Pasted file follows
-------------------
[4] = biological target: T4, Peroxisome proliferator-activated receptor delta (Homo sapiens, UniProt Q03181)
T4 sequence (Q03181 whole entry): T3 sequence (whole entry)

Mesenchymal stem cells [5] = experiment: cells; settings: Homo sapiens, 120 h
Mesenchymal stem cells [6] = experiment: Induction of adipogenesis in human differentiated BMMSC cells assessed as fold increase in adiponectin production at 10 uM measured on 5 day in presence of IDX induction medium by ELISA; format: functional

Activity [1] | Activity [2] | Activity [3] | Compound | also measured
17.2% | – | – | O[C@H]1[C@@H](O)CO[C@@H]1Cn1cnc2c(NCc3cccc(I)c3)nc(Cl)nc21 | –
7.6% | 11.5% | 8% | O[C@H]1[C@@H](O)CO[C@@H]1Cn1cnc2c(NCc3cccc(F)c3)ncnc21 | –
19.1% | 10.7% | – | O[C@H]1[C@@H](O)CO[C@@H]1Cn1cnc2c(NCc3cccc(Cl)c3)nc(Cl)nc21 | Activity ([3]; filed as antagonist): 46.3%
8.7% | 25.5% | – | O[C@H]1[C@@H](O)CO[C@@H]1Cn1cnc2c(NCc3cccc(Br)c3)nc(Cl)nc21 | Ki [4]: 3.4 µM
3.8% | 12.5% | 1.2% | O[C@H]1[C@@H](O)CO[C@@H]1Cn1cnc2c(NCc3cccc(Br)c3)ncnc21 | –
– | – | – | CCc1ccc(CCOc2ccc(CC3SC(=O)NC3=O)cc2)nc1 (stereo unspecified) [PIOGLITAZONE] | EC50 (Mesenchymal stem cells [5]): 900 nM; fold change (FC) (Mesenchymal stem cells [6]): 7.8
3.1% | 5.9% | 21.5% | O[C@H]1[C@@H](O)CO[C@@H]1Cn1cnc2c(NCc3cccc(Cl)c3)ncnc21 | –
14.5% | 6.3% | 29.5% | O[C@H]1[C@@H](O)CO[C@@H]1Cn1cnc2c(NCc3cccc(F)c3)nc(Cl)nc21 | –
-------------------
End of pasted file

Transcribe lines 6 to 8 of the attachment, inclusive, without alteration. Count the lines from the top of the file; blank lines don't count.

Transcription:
17.2% | – | – | O[C@H]1[C@@H](O)CO[C@@H]1Cn1cnc2c(NCc3cccc(I)c3)nc(Cl)nc21 | –
7.6% | 11.5% | 8% | O[C@H]1[C@@H](O)CO[C@@H]1Cn1cnc2c(NCc3cccc(F)c3)ncnc21 | –
19.1% | 10.7% | – | O[C@H]1[C@@H](O)CO[C@@H]1Cn1cnc2c(NCc3cccc(Cl)c3)nc(Cl)nc21 | Activity ([3]; filed as antagonist): 46.3%